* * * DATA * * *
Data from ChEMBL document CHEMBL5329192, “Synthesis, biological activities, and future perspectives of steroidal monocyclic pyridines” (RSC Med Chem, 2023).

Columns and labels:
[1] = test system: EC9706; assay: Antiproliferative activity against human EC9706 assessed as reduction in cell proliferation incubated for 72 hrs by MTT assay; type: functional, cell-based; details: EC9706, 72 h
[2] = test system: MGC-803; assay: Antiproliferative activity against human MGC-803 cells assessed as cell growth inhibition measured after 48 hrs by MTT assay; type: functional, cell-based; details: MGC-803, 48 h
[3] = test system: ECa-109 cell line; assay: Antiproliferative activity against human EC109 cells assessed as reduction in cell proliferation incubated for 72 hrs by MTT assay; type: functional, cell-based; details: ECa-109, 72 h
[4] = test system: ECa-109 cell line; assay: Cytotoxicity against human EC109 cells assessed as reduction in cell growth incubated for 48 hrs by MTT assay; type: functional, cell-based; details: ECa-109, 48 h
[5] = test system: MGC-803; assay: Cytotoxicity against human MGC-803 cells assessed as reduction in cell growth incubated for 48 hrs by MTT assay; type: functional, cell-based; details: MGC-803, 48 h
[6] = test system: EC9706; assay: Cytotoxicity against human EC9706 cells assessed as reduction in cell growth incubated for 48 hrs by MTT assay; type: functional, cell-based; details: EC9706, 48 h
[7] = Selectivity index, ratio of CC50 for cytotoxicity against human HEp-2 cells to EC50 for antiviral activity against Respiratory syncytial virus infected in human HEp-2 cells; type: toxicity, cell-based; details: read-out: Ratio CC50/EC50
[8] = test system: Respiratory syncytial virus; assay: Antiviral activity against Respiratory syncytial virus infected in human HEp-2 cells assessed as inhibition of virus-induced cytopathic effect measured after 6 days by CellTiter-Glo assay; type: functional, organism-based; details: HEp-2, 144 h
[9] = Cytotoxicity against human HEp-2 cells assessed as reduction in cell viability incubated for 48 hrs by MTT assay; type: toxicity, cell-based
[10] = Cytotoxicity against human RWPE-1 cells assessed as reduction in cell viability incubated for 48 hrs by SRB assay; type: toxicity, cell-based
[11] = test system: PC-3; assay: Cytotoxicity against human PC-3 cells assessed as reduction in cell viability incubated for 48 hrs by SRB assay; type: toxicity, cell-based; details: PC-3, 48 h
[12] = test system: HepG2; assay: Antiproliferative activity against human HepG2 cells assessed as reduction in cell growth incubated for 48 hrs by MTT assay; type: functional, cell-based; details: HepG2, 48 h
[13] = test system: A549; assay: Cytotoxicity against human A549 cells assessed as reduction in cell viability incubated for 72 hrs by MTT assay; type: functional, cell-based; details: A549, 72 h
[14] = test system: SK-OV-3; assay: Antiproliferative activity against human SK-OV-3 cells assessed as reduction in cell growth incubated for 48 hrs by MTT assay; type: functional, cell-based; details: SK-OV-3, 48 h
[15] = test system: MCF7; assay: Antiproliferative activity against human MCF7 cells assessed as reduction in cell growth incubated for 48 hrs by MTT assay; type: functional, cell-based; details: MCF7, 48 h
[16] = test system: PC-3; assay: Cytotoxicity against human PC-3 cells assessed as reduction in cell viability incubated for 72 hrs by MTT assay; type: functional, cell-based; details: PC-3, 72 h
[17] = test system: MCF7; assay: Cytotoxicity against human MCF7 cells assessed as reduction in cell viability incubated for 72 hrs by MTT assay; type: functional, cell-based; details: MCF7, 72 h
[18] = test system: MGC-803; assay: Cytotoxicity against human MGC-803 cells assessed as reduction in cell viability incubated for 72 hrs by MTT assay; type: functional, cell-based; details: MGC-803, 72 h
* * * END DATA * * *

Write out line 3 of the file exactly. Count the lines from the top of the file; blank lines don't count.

[1] = test system: EC9706; assay: Antiproliferative activity against human EC9706 assessed as reduction in cell proliferation incubated for 72 hrs by MTT assay; type: functional, cell-based; details: EC9706, 72 h